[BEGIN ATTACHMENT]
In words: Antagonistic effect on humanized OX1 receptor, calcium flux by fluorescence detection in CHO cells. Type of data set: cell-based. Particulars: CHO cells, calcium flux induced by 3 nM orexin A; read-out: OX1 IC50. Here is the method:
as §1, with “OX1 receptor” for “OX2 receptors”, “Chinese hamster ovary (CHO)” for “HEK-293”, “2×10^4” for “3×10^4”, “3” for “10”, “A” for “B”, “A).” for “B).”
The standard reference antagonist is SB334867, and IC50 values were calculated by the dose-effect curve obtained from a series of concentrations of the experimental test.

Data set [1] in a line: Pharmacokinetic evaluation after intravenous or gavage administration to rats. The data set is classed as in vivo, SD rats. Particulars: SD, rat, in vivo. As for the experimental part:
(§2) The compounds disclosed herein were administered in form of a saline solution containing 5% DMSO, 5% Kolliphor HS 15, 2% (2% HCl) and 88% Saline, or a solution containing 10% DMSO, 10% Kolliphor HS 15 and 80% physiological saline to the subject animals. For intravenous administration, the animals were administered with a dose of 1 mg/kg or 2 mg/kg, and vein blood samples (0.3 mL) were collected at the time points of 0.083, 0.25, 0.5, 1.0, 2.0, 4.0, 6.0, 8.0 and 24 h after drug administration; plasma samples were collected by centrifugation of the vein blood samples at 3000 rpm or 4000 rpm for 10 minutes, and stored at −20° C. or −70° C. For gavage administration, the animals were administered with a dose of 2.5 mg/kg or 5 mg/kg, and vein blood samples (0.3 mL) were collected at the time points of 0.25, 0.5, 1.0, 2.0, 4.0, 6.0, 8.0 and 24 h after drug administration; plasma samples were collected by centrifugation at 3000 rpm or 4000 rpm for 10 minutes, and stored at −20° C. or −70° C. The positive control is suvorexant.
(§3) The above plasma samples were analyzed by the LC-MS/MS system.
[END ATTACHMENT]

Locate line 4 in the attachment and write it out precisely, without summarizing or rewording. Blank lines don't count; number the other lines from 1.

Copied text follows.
Data set [1] in a line: Pharmacokinetic evaluation after intravenous or gavage administration to rats. The data set is classed as in vivo, SD rats. Particulars: SD, rat, in vivo. As for the experimental part: